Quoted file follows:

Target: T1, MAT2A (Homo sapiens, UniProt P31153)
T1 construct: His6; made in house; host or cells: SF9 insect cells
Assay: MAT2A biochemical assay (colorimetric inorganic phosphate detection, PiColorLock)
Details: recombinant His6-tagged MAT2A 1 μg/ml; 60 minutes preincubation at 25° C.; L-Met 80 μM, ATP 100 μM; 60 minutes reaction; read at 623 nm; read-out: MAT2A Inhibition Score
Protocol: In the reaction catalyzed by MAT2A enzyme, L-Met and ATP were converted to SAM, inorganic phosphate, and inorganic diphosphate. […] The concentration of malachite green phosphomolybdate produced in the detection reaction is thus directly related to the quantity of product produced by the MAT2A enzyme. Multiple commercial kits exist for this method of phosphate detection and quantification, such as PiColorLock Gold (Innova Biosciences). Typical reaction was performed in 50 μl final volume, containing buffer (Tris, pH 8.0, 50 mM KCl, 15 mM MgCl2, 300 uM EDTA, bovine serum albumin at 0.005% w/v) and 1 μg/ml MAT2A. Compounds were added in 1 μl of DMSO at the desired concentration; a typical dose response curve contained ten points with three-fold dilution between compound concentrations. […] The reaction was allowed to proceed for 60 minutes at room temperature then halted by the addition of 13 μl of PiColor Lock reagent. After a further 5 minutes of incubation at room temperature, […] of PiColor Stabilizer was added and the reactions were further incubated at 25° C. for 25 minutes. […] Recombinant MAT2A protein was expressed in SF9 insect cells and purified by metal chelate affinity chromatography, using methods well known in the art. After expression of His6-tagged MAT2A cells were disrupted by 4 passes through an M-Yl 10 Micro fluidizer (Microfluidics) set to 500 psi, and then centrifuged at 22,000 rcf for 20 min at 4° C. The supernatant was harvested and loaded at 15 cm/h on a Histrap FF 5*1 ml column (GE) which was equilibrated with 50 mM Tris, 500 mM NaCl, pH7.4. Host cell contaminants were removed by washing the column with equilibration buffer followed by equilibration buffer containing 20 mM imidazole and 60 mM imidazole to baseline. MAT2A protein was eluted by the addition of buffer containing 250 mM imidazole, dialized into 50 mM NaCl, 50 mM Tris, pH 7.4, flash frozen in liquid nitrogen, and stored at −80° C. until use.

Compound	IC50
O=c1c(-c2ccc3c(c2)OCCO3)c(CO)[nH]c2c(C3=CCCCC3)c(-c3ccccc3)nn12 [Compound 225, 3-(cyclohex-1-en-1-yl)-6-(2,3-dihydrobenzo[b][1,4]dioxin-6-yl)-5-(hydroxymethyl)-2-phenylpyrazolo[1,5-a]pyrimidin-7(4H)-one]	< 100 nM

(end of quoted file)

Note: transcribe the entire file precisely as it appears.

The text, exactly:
Target: T1, MAT2A (Homo sapiens, UniProt P31153)
T1 construct: His6; made in house; host or cells: SF9 insect cells
Assay: MAT2A biochemical assay (colorimetric inorganic phosphate detection, PiColorLock)
Details: recombinant His6-tagged MAT2A 1 μg/ml; 60 minutes preincubation at 25° C.; L-Met 80 μM, ATP 100 μM; 60 minutes reaction; read at 623 nm; read-out: MAT2A Inhibition Score
Protocol: In the reaction catalyzed by MAT2A enzyme, L-Met and ATP were converted to SAM, inorganic phosphate, and inorganic diphosphate. […] The concentration of malachite green phosphomolybdate produced in the detection reaction is thus directly related to the quantity of product produced by the MAT2A enzyme. Multiple commercial kits exist for this method of phosphate detection and quantification, such as PiColorLock Gold (Innova Biosciences). Typical reaction was performed in 50 μl final volume, containing buffer (Tris, pH 8.0, 50 mM KCl, 15 mM MgCl2, 300 uM EDTA, bovine serum albumin at 0.005% w/v) and 1 μg/ml MAT2A. Compounds were added in 1 μl of DMSO at the desired concentration; a typical dose response curve contained ten points with three-fold dilution between compound concentrations. […] The reaction was allowed to proceed for 60 minutes at room temperature then halted by the addition of 13 μl of PiColor Lock reagent. After a further 5 minutes of incubation at room temperature, […] of PiColor Stabilizer was added and the reactions were further incubated at 25° C. for 25 minutes. […] Recombinant MAT2A protein was expressed in SF9 insect cells and purified by metal chelate affinity chromatography, using methods well known in the art. After expression of His6-tagged MAT2A cells were disrupted by 4 passes through an M-Yl 10 Micro fluidizer (Microfluidics) set to 500 psi, and then centrifuged at 22,000 rcf for 20 min at 4° C. The supernatant was harvested and loaded at 15 cm/h on a Histrap FF 5*1 ml column (GE) which was equilibrated with 50 mM Tris, 500 mM NaCl, pH7.4. Host cell contaminants were removed by washing the column with equilibration buffer followed by equilibration buffer containing 20 mM imidazole and 60 mM imidazole to baseline. MAT2A protein was eluted by the addition of buffer containing 250 mM imidazole, dialized into 50 mM NaCl, 50 mM Tris, pH 7.4, flash frozen in liquid nitrogen, and stored at −80° C. until use.

Compound	IC50
O=c1c(-c2ccc3c(c2)OCCO3)c(CO)[nH]c2c(C3=CCCCC3)c(-c3ccccc3)nn12 [Compound 225, 3-(cyclohex-1-en-1-yl)-6-(2,3-dihydrobenzo[b][1,4]dioxin-6-yl)-5-(hydroxymethyl)-2-phenylpyrazolo[1,5-a]pyrimidin-7(4H)-one]	< 100 nM